Women also tend to strengthen the myth that work/life conflicts are the primary element that cause women to derail from the leadership tracks or to leave organizations altogether.  When a woman has made the decision not to pursue a path within a particular organization it is much easier for her to reference work/life conflicts then to discuss a lack of career advoacacy and mentoring or to talk about the fact that women don’t appear to succeed in this organization as often as men.  At that point they are no longer vested in the organization and will tell the male leaders what they already believe to be the cause for the woman’s departure.  Many women had shared full scope reasons for leaving organizations with me as a coach but intend only to tell their supervisors that they need an “easier schedule” or a different environment to work in that will support working parents.   In some cases, women do not even realize how much of a difference an organization with leaders that understand how to support new models of career customization can make in retaining and ensuring women continue to advance.  It is difficult for women to envision how it may be done differently in the organization if it never has been done differently.  The first few women who succeed as pioneers need organizational support in paving the way.

There are many many role models and examples of women who have succeeded in building a life that integrates work with other priorities in a way that works well for them.  This is a barrier that can be dealt with.  It requires solid reflection by the women leader on her life and her aspirations for integrating all aspects of her life according to her personal life vision.  It also requires organizations to support early pioneers, new models of success, and to make visible as many diverse models of success as possible.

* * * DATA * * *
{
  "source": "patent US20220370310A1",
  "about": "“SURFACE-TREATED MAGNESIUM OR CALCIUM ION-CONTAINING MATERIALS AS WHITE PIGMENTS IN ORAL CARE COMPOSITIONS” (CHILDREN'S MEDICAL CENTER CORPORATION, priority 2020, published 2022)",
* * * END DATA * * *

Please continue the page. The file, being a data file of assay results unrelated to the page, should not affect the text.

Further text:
Mary L. Bennett

Organizational and Talent Development Consulting-Leadership Development, Sucession Planning, Diversity & Inclusion, Women's Initiatives, and Executive Coaching. Twenty Years as an executive in the accounting and consulting industry provides a foundation for a practical approach to real business solutions.

More Posts - Website

Follow Me:


  1. says

    This is an excellent post! I like shifting the focus from work/life balance to work/life integration. It seems much more appropriate than the former.

    At this point in my life, I am only a wife and a (was) a woman with a career moving forward. We want children, but I honestly am terrified of what that means to my career ambitions.

    My husband is currently the only one working while I was the only one working for the past few years while he finished school. We relocated for his job. I recently had a conversation about work load and how I’m taking on more of the “household” responsibilities…but that simply isn’t true. I do the exact same as when I was working. Nothing new. So, I wonder how much heavier my workload will get when you add kids into the mix.

    How do we express our desire for work/life integration with our partners? Particularly if we are now working from home?